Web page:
Two-child policy in China has resulted in the birth of 5.4 million babies
In an effort to help address an aging population with stagnant growth, China recently announced a new policy which allows couples to have two children instead of only one. According to a study published in The BMJ, this policy change has resulted in an additional 5.4 million births.
The study is the first of its kind to investigate the effects of the two-child policy by analyzing national data. While births substantially increased as a result of the policy change, lawmakers had hoped the increase would be larger.
Under the new legislation, 90 million women of reproductive age who already had a child were given the opportunity to have a second child. The strategy was expected to result in the births of anywhere between one and 20 million new babies annually, but studies on the outcome have been limited.
To investigate, a team of researchers based in the United States and China set out to measure changes in births and health-related birth characteristics associated with the policy change.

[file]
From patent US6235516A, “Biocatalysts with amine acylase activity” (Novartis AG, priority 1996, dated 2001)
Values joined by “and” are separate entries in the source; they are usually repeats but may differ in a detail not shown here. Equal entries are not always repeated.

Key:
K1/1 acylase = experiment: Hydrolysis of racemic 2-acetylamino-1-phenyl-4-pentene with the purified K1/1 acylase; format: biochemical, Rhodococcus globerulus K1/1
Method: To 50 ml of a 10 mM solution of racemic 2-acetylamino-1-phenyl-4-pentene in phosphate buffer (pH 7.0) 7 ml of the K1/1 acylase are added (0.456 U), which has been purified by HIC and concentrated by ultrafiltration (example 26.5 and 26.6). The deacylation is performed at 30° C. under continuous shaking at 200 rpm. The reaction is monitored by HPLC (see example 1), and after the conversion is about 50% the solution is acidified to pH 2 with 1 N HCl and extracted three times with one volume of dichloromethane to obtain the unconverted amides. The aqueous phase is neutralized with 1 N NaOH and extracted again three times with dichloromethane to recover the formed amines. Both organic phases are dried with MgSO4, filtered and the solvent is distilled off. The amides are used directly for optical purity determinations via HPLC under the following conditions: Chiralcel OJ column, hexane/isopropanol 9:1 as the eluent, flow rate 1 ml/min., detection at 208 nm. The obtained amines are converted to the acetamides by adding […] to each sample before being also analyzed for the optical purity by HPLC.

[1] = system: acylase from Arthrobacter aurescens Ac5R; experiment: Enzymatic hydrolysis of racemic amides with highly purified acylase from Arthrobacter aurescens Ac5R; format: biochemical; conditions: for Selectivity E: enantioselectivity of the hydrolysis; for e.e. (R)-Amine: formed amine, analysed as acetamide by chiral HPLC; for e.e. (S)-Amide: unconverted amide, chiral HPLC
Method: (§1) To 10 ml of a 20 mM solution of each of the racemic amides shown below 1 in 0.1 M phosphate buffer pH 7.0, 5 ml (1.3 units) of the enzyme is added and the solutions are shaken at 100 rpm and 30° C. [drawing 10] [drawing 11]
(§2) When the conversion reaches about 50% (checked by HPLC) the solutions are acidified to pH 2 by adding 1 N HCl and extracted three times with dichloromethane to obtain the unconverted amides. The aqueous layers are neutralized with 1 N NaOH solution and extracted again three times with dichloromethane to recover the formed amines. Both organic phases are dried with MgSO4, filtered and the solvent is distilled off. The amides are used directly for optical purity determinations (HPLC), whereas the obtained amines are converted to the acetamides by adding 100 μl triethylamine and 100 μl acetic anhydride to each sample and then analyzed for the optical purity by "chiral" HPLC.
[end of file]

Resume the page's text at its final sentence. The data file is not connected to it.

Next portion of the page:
The findings are based on 67.8 million births in 28 out of 31 provinces of mainland China during the first 18 months after the new legislation went into effect. During this time frame, an estimated 5.4 million extra babies were born. Also, for the first time, the number of Chinese women giving birth to their second child exceeded the number giving birth to their first.
Furthermore, the policy was associated with a 59 percent average increase in births to mothers who were 35 years or older, but there was no corresponding increase in premature births.
The study also revealed that there was a slight decrease in caesarean deliveries to first-time mothers. The researchers explained that this may signal a favorable trend towards vaginal birth in first-time Chinese mothers.
The study authors pointed out that many of the changes associated with the policy, including the increase in births, appeared to decline at the end of the study period. This raises questions about whether the policy’s effects will be sustained.
The team concluded that further research is needed “to develop a more nuanced understanding of the sustained impact of this historic change on the world’s largest nation.”
The study is published in the journal The BMJ.
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